I wanted to share a bit of my Grandfather’s war history with you. He didn’t share a lot of stories with us girls but I remember a few. I called my Uncle Terry and between the two of us, we decided on a war story that many of your relatives that fought in WWII could possible identify with.
My Grandfather Merle Nipper (pictured above, the tall dark-headed man) was the age of 21 when he was called to war between the years of 1944-1946. He wasn’t a child, yet he hadn’t even begun living his life. He was use to hard work and was raised on a farm but he also liked having a good time as most young men his age. You can see from these pictures he was a cut up and like to have a good time. He and my grandmother wouldn’t get married until after the war was long over and they would go on to have seven children.
He left Jefferson Barracks, MO and headed to Texas. When he was through with training he was a 148th Inf Regt 37th Div member, and from there he would see the world in an action packed three years. He lived a long life and never set foot on an airplane, however he would make it the Philippines and back safety. He always traveled by ship and even told a story about seeing the Golden Gate Bridge by traveling underneath it by boat.
One story that we thought we would like to share was that of his time behind enemy lines for weeks in the Philippines on a ridge top. The bottom of the large hill was surrounded by Japanese military. He thought close to 350 fellow soldiers were locked on the hill with him. Soon they would have food dropped to them by parachutes but the wind would move those parachutes as they dropped to the ground to the Japanese’s forces. My Grandfather said they spied the Japanese opening the crates and eating the food. There was little to eat and the fighting was relentless from hour to hour for the Americans. Eventually, walkies-talkies and other supplies were delivered to the Americans holding the ridge top. They were not about to give up the hold they had secured but they couldn’t continue letting the Japanese get closer to them. The pilots were going to bombard the hill with smoke bombs and artillery. The American soldiers were going to have to make a run for it past enemy fire while they in turn returned fire through the smoke! My grandfather and the others ran so hard down the mountain he was exhausted by the time he reached safety. He climbed up on the roof of the cargo truck that was driving them to camp, and he fell asleep. He was exhausted and rightly so. My grandfather remembered there were close to 50 soldiers that made it off the hill that day alive. I cannot find information to support that exact number that died that day but he was very-rarely-ever wrong. When he finally arrived at camp and settled in to his tent, he fell asleep- hard. The battle on that hill was won by the Americans.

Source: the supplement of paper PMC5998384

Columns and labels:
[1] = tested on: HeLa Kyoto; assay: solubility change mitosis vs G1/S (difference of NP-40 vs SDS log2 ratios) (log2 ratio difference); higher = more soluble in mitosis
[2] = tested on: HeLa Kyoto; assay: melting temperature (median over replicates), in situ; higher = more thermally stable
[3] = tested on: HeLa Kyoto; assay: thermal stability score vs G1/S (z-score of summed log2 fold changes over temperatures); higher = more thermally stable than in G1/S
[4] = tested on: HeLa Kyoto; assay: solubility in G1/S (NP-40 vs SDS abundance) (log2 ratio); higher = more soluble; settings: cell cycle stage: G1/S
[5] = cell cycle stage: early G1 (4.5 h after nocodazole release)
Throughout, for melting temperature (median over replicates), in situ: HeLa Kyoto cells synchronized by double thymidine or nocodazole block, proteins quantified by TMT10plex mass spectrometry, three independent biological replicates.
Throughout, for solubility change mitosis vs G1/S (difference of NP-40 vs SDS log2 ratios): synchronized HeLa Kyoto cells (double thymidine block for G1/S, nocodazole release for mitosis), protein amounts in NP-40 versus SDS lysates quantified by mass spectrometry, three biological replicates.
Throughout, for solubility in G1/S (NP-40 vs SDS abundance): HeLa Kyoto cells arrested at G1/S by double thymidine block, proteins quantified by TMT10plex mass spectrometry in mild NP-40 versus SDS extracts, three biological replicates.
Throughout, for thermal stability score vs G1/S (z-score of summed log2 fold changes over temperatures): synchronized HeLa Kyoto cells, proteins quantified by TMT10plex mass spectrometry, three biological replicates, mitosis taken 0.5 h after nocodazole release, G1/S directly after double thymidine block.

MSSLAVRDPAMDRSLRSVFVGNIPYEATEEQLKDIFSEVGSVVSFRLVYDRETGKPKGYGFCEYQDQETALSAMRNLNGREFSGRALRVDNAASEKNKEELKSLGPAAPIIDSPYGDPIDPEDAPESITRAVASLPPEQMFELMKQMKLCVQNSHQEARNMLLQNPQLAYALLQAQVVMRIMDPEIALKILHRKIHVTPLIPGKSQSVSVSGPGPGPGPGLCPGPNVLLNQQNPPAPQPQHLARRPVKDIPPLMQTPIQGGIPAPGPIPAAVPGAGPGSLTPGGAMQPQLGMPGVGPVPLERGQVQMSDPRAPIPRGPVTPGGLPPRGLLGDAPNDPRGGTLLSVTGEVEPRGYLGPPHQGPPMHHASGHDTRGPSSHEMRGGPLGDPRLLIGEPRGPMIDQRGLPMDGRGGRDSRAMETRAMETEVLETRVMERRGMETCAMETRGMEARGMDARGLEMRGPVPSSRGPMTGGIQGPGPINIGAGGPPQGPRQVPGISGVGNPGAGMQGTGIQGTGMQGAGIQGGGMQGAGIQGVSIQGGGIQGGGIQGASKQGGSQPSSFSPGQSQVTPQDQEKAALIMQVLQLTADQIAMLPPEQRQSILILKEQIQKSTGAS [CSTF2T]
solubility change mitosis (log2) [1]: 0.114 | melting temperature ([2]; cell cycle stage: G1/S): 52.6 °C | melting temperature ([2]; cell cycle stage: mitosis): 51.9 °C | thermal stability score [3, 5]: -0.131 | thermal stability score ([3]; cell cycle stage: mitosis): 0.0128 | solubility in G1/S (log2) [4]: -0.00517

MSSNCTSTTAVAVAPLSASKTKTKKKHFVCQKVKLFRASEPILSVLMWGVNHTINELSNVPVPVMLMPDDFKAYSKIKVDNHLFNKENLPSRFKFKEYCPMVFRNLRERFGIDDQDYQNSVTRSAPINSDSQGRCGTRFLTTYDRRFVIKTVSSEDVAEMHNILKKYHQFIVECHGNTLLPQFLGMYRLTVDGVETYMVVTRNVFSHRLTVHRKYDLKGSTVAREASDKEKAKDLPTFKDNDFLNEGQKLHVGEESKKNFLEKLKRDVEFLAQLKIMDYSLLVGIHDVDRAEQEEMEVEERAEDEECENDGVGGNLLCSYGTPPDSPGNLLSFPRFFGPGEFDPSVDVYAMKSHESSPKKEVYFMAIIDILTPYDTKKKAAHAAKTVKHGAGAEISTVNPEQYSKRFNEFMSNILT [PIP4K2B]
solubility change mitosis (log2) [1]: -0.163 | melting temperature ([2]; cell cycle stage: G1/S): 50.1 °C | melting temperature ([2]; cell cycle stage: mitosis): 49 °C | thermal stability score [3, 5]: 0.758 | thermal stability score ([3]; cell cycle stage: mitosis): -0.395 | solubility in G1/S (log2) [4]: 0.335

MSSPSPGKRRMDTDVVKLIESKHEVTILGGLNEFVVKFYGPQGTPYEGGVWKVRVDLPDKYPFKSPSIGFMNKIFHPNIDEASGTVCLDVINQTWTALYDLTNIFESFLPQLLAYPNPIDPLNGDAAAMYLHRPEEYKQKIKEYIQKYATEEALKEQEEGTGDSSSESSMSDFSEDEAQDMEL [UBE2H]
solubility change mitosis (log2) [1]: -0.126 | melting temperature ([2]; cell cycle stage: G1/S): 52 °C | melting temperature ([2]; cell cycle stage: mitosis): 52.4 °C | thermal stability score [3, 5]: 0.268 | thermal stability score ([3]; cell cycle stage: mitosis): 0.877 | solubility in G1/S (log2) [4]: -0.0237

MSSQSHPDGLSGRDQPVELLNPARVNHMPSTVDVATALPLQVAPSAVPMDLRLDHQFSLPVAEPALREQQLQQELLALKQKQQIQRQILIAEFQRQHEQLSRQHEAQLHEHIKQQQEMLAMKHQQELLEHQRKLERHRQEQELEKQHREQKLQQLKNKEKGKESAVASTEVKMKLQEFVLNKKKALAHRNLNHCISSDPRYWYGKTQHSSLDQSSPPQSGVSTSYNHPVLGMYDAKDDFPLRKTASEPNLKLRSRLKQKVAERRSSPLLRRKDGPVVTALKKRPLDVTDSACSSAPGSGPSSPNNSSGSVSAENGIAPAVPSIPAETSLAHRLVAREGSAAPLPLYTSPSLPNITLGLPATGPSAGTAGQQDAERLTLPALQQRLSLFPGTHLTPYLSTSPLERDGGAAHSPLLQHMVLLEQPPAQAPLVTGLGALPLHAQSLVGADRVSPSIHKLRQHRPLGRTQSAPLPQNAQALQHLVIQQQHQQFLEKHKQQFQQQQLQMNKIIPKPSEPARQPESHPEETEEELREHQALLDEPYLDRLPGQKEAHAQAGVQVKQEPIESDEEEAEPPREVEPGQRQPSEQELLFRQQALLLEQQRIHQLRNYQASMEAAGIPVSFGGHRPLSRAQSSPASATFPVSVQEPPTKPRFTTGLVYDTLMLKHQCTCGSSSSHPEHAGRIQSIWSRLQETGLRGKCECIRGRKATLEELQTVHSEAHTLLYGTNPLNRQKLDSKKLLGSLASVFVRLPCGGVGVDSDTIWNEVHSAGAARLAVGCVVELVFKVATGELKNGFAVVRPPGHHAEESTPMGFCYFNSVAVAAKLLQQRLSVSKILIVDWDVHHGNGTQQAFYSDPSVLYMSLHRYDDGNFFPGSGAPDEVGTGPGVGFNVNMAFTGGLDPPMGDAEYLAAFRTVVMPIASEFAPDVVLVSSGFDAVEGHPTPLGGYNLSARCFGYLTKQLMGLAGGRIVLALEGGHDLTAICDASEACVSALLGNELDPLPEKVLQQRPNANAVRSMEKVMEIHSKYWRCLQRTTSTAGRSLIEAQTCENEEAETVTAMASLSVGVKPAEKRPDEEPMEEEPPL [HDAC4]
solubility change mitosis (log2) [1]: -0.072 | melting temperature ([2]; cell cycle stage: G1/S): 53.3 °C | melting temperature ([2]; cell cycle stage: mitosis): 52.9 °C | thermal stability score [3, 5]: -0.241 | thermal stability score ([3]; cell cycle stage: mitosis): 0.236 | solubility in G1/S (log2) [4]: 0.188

There are many more stories that involved tunnels, swampy areas, weekend breaks, camp being attacked, driving a large gasoline fuel truck and the one directly in front of him exploded, and something about a bank. Without my grandfather actually here, it is hard to recreate his accounts from our memories of his stories.
His discharge papers say that he received a Combat Infantry Badge for his Battle at Luzon. He was an Amphibian Tractor Driver and his list of medals is as follows:
Philippine Liberation Ribbon with One Bronze Star, Asiatic-Pacific Theater Ribbon with One Bronze Star, World War II Victory Medal, Good Conduct Medal, and Two Overseas Bars.
After doing research of the battles of Luzon for the years of deployment in the Philippines I have so much more respect for what he endured. What all those men endured. I cannot imagine living with the horror that he saw.
If you would like a better idea of what these boys endured on the American side and the what the Japanese endured you can read about it here. Another website I found you can check out here. The actual years that my Grandfather served over there was 44’-46’.
My grandfather is gone now and we all miss him. I wanted to write this post as a tribute to him and so many others that have served or are serving, or lost their life protecting others.
God Bless all Military!
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